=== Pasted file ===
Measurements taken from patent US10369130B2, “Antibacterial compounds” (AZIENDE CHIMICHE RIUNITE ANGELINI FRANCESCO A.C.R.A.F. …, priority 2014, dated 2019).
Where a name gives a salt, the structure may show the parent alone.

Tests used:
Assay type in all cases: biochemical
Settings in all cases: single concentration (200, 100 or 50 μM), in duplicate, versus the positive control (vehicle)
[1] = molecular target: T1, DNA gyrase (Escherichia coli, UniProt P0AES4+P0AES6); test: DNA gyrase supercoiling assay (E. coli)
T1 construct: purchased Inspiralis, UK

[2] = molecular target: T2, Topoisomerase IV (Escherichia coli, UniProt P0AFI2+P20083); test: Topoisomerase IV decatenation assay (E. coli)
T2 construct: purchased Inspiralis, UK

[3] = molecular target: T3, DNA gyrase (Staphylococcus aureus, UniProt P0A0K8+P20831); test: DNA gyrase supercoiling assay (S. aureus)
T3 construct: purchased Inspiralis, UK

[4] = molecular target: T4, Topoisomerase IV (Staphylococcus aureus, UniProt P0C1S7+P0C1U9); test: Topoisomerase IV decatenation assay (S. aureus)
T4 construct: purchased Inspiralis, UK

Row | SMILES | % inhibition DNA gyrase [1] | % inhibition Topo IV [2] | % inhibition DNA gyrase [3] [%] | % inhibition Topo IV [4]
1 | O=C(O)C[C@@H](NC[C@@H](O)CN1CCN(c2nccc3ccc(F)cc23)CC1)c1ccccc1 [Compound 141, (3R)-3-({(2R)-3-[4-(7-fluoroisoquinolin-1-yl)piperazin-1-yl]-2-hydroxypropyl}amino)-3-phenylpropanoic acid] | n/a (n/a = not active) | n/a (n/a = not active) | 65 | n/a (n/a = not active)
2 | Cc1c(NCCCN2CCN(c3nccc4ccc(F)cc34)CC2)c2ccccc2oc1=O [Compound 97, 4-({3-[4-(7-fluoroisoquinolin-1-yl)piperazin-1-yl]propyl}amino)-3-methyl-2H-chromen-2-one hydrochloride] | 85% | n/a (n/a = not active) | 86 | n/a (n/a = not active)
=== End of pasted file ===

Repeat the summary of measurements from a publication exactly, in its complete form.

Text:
Measurements taken from patent US10369130B2, “Antibacterial compounds” (AZIENDE CHIMICHE RIUNITE ANGELINI FRANCESCO A.C.R.A.F. …, priority 2014, dated 2019).
Where a name gives a salt, the structure may show the parent alone.

Tests used:
Assay type in all cases: biochemical
Settings in all cases: single concentration (200, 100 or 50 μM), in duplicate, versus the positive control (vehicle)
[1] = molecular target: T1, DNA gyrase (Escherichia coli, UniProt P0AES4+P0AES6); test: DNA gyrase supercoiling assay (E. coli)
T1 construct: purchased Inspiralis, UK

[2] = molecular target: T2, Topoisomerase IV (Escherichia coli, UniProt P0AFI2+P20083); test: Topoisomerase IV decatenation assay (E. coli)
T2 construct: purchased Inspiralis, UK

[3] = molecular target: T3, DNA gyrase (Staphylococcus aureus, UniProt P0A0K8+P20831); test: DNA gyrase supercoiling assay (S. aureus)
T3 construct: purchased Inspiralis, UK

[4] = molecular target: T4, Topoisomerase IV (Staphylococcus aureus, UniProt P0C1S7+P0C1U9); test: Topoisomerase IV decatenation assay (S. aureus)
T4 construct: purchased Inspiralis, UK

Row | SMILES | % inhibition DNA gyrase [1] | % inhibition Topo IV [2] | % inhibition DNA gyrase [3] [%] | % inhibition Topo IV [4]
1 | O=C(O)C[C@@H](NC[C@@H](O)CN1CCN(c2nccc3ccc(F)cc23)CC1)c1ccccc1 [Compound 141, (3R)-3-({(2R)-3-[4-(7-fluoroisoquinolin-1-yl)piperazin-1-yl]-2-hydroxypropyl}amino)-3-phenylpropanoic acid] | n/a (n/a = not active) | n/a (n/a = not active) | 65 | n/a (n/a = not active)
2 | Cc1c(NCCCN2CCN(c3nccc4ccc(F)cc34)CC2)c2ccccc2oc1=O [Compound 97, 4-({3-[4-(7-fluoroisoquinolin-1-yl)piperazin-1-yl]propyl}amino)-3-methyl-2H-chromen-2-one hydrochloride] | 85% | n/a (n/a = not active) | 86 | n/a (n/a = not active)